Achìlle, Archimède, Aristòtele, (Alessandro) Barìcco, (Giacomo) Bresàdola, (Michelangelo) Buonarròti, (Primo) Carnèra, (Giacomo) Casanòva, (Andrea) Camillèri, (Carlo) Cattàneo, (Gaio Guilio) Césare, (Marco Tullio) Ciceróne, (Cristoforo) Cólombo, (Niccolò) Copèrnico, (Francesco) Cossìga, Demòcrito, (Luigi) Einàudi, Empèdocle, Epicùro, Èrcole, Èttore, Eurìpide, (Ugo) Fóscolo, (Alcide) de Gàsperi, Artemìsia Gentiléschi, Ippòcrate, (Éttore) Majoràna, (Dacia) Maraìni, Mèdici, (Alberto) Moràvia, (Pietro) Paleòcapa, Pitàgora, Platóne, (Leonardo) Sciàscia, Sòcrate, Zenóne

Abrùzzo, Adamèllo, Alberobèllo, Ancóna, Àquila, Àsolo, Bèrgamo, Bréscia, Brìndisi. Càgliari, Campània, Cervère, Cividàle del Friùli, Cremóna, Cùneo, Dàlmine, Èboli, Edimbùrgo, Éllero (fiume), Èrice, Firènze, Fossàno, Gallìpoli, Gènova, Ìmola, Itàlia. Lombardìa, Lònguelo, Livórno, Màntova, Matèra, Milàno, Milàzzo, Mòdena, Molìse, Mònaco dei Bavièra, Nàpoli, Nèive, Ostùni, Pàdova, Paèstum, Pavìa, Perùgia, Pescàra, Piacènza, Piemónte, Ragùsa, Róma, Rovìgo, Sardégna, Sàssari, Selinùnte, Sicìlia, Siracùsa, Sirmióne, Spoléto, Stupinìgi, Tànaro (fiume), Tàranto, Tèramo, Tévere, Tolomèo, Torìno, Tortóna, Tràpani, Ùdine, Vèneto, Venèzia, Vitèrbo, Voghèra

You might have noticed that many of the people listed are scientists or "ancient" Greeks. The selection indicates what catches my eye. Sorry, no movie stars or soccer players here.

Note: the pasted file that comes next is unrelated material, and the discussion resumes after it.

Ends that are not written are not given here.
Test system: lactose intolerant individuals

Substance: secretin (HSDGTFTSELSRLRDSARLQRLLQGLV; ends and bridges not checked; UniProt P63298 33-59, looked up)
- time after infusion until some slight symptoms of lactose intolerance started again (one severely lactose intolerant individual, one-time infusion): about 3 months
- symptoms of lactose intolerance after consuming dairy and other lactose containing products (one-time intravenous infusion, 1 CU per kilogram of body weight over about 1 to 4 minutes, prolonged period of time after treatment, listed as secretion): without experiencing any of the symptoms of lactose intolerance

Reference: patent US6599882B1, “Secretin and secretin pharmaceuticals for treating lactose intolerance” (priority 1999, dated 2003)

Not included in the lists are people or places that are normally written with an accent, which is easy because it indicates where to put the emphasis. Examples include (Fabrizio) De André, the Italian singer and songwriter, and Carrù, a town in Piedmont. Some other town names with accent marks are: Gambolò, Mondovì, Ortisé, and Santhià.

On the subject of names, one first name that always trips me up is Niccolò and Nicola. Niccolò is written with the accent mark. Nicola is pronounced with tonic stress on O as Nicòla.

Vowels and Accent Marks


This is slight digression, but may be of interest if you are wondering why E and O in the people and place names can have two different accents marks, while A, I, and U have just one mark.
  • There are five written vowels (graphemes) in Italian: A, E, I, O, U. In English, we have the same five and sometimes Y.
  • There are seven pronounced vowels (phonemes) in Italian, because E and O can be open or closed. The seven sounds are represented as /a/, /ɛ/, /e/, /i/, /ɔ/, /o/, and /u/. /ɛ/ and /e/ are E open and closed, respectively. /ɔ/ and /o/ are O open and closed, respectively.
  • Each vocal sound has a location in the mouth where it originates as demonstrated in this vocal diagram for Italian. The vocal diagram for Italian is a triangle, while that for English is shaped like trapezoid